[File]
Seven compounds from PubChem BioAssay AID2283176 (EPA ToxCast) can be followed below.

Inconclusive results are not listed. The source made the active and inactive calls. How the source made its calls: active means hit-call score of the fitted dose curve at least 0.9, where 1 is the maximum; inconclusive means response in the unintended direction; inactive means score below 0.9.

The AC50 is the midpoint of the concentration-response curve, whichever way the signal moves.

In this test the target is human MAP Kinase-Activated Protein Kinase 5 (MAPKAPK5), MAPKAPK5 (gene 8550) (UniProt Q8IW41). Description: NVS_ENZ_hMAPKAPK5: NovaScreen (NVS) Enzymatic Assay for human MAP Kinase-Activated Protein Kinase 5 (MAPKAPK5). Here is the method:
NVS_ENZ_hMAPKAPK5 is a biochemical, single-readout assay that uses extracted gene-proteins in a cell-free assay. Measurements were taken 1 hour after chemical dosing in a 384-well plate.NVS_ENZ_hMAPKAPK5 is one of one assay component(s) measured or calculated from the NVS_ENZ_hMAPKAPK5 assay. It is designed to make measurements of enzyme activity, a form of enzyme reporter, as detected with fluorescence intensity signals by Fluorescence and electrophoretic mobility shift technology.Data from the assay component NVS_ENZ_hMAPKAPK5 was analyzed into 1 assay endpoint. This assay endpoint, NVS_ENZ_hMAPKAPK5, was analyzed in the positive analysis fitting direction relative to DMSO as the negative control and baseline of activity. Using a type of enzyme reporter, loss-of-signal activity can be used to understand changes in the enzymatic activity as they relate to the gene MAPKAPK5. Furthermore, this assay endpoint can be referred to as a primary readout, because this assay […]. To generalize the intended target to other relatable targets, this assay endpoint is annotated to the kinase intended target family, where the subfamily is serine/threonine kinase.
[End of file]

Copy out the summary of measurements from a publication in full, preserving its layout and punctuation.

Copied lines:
Seven compounds from PubChem BioAssay AID2283176 (EPA ToxCast) can be followed below.

Inconclusive results are not listed. The source made the active and inactive calls. How the source made its calls: active means hit-call score of the fitted dose curve at least 0.9, where 1 is the maximum; inconclusive means response in the unintended direction; inactive means score below 0.9.

The AC50 is the midpoint of the concentration-response curve, whichever way the signal moves.

In this test the target is human MAP Kinase-Activated Protein Kinase 5 (MAPKAPK5), MAPKAPK5 (gene 8550) (UniProt Q8IW41). Description: NVS_ENZ_hMAPKAPK5: NovaScreen (NVS) Enzymatic Assay for human MAP Kinase-Activated Protein Kinase 5 (MAPKAPK5). Here is the method:
NVS_ENZ_hMAPKAPK5 is a biochemical, single-readout assay that uses extracted gene-proteins in a cell-free assay. Measurements were taken 1 hour after chemical dosing in a 384-well plate.NVS_ENZ_hMAPKAPK5 is one of one assay component(s) measured or calculated from the NVS_ENZ_hMAPKAPK5 assay. It is designed to make measurements of enzyme activity, a form of enzyme reporter, as detected with fluorescence intensity signals by Fluorescence and electrophoretic mobility shift technology.Data from the assay component NVS_ENZ_hMAPKAPK5 was analyzed into 1 assay endpoint. This assay endpoint, NVS_ENZ_hMAPKAPK5, was analyzed in the positive analysis fitting direction relative to DMSO as the negative control and baseline of activity. Using a type of enzyme reporter, loss-of-signal activity can be used to understand changes in the enzymatic activity as they relate to the gene MAPKAPK5. Furthermore, this assay endpoint can be referred to as a primary readout, because this assay […]. To generalize the intended target to other relatable targets, this assay endpoint is annotated to the kinase intended target family, where the subfamily is serine/threonine kinase.